Reuters

Gift purchases are dow n, Christmas lights are dim, and families are suffering.

The euro zone debt crisis has put a damper on this festive time of year in southern Europe. In Greece, families say they're turning off the heat and skipping meat at Christmas dinner. Lisboners will be cutting back on gifts (one cleaning lady told Reuters she will only give "bare necessities"). And Italian civil servant Nadia di Santo, 38, told the outlet:

"I am buying no gifts this year. None, except for the children. Last year I bought presents for everyone, friends and family ... I have put up the tree, although I am using the same decorations as last year. I will sort something out for Christmas dinner."

Shop owners haven't been spared. Many report a steep drop in sales, along with unusually quiet storefronts. "We were selling three times as much this time last year," butcher Jesus Cerelo told Reuters.

Things are worst in Greece. According to one resident:

"Family is very important to us Greeks so the worst thing is when you are not able to provide for them," said 70-year-old pensioner Nikos Tsakos. Two of his three children, in their 30s and 40s, are out of work and he has two small granddaughters.

"Sometimes my wife and I cry when we realise we will not be able to buy the girls toys this year ... we cut back on everything - decorations, food. How can you celebrate when things are so bad?"

A woman browses through Christmas items on sale at a toy store in Madrid. (Susana Vera/Reuters)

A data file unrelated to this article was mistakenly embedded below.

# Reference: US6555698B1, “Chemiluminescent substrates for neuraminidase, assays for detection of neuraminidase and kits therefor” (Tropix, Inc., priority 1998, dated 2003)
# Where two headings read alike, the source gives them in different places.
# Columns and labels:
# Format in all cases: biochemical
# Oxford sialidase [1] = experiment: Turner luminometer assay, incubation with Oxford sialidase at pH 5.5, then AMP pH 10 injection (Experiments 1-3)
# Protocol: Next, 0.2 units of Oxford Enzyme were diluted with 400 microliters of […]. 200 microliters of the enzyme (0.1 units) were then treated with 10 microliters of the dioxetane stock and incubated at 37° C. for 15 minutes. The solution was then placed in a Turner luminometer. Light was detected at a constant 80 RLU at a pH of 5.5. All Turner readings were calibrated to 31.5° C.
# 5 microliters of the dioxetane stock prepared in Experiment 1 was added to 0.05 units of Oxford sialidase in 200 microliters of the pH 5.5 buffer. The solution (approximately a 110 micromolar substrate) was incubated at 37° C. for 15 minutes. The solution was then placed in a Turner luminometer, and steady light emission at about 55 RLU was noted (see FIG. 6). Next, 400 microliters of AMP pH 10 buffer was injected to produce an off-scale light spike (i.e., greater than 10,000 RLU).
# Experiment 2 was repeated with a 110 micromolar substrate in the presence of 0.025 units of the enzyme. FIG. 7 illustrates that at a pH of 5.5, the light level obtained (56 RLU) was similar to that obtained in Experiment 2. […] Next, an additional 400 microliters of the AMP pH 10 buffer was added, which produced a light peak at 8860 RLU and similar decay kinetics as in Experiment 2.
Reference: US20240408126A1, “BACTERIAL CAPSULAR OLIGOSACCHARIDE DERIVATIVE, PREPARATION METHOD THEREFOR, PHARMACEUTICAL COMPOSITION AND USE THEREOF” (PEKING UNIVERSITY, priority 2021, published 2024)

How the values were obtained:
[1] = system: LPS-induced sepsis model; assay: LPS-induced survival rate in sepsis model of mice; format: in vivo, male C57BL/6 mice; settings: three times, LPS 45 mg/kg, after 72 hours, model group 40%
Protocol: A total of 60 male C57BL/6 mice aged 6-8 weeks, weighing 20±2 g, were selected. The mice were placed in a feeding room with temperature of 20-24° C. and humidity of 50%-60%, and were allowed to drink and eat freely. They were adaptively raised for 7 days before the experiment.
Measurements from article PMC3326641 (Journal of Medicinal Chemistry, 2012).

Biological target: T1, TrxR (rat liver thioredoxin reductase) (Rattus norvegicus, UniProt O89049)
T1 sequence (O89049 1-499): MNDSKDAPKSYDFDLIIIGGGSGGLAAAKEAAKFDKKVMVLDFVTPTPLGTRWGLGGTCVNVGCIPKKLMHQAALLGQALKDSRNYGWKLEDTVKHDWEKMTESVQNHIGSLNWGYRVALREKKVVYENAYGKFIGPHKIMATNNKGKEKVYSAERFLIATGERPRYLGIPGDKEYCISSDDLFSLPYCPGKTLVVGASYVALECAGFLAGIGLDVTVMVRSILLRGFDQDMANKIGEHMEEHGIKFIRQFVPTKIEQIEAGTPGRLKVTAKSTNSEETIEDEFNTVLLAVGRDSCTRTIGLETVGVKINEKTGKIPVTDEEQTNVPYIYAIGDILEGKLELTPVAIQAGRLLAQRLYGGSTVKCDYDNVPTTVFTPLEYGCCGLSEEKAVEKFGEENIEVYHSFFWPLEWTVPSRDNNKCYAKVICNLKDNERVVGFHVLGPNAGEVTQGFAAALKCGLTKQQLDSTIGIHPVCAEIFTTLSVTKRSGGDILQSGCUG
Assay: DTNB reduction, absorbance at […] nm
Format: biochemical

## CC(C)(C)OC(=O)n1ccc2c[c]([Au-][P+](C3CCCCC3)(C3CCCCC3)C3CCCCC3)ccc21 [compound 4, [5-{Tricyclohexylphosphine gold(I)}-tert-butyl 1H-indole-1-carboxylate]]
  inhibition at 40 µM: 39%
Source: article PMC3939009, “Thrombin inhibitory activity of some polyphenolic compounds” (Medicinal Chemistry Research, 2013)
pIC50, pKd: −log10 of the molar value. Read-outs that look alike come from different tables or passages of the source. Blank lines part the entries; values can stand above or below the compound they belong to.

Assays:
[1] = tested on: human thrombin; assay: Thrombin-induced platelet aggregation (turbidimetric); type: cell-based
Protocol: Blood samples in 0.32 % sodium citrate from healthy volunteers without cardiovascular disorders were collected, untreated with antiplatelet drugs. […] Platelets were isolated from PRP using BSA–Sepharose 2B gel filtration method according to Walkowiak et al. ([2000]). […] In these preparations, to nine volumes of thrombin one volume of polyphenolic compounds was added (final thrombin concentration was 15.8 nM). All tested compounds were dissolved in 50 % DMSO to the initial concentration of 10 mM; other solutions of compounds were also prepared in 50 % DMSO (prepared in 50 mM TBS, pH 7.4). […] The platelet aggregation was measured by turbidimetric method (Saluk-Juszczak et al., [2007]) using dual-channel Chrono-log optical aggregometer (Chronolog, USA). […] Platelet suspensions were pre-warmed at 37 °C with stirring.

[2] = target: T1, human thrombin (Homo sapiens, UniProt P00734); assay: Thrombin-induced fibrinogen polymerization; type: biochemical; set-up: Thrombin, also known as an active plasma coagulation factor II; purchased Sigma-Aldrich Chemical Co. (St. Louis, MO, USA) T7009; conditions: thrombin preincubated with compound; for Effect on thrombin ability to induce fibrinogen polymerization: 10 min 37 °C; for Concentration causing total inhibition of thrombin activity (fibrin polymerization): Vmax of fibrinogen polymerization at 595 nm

A man walks past a discount toy store during Christmas shopping season in Madrid. (Reuters)



People pass by a stand with signs displaying low prices in a market on Palma de Mallorca on the Spanish Balearic island of Mallorca. (Enrique Calvo/Reuters)

People eat pasta at a soup kitchen in a small square at Keratsini suburb, west of Athens. (Yorgos Karahalis/Reuters)

 

A woman leaves a shoe store in Madrid December. Banner reads "Clearance sale. Last Days. Shoes 1euro". (Sergio Perez/Reuters)

About the Author

Most Popular

  1. photo: Police line up outside the White House in Washington, D.C. as protests against the killing of George Floyd continue.
    Perspective

    America’s Cities Were Designed to Oppress

    Architects and planners have an obligation to protect health, safety and welfare through the spaces we design. As the George Floyd protests reveal, we’ve failed.

  2. A photo of a police officer in El Paso, Texas.
    Equity

    What New Research Says About Race and Police Shootings

    Two new studies have revived the long-running debate over how police respond to white criminal suspects versus African Americans.

  3. Equity

    What Happened to Crime in Camden?

    Often ranked as one of the deadliest cities in America, Camden, New Jersey, ended 2017 with its lowest homicide rate since the 1980s.

  4. A participant holding a Defund Police sign at the protest in Brooklyn.
    Equity

    To Defund the Police, Activists Rewrote City Budgets

    As national protesters call for defunding police, a movement for anti-racist “people’s budgets” is spreading from LA to Nashville to Grand Rapids.

  5. Equity

    The Problem With Research on Racial Bias and Police Shootings

    Despite new research on police brutality, we still have no idea whether violence toward African Americans is fueled by racial prejudice. That has consequences.

×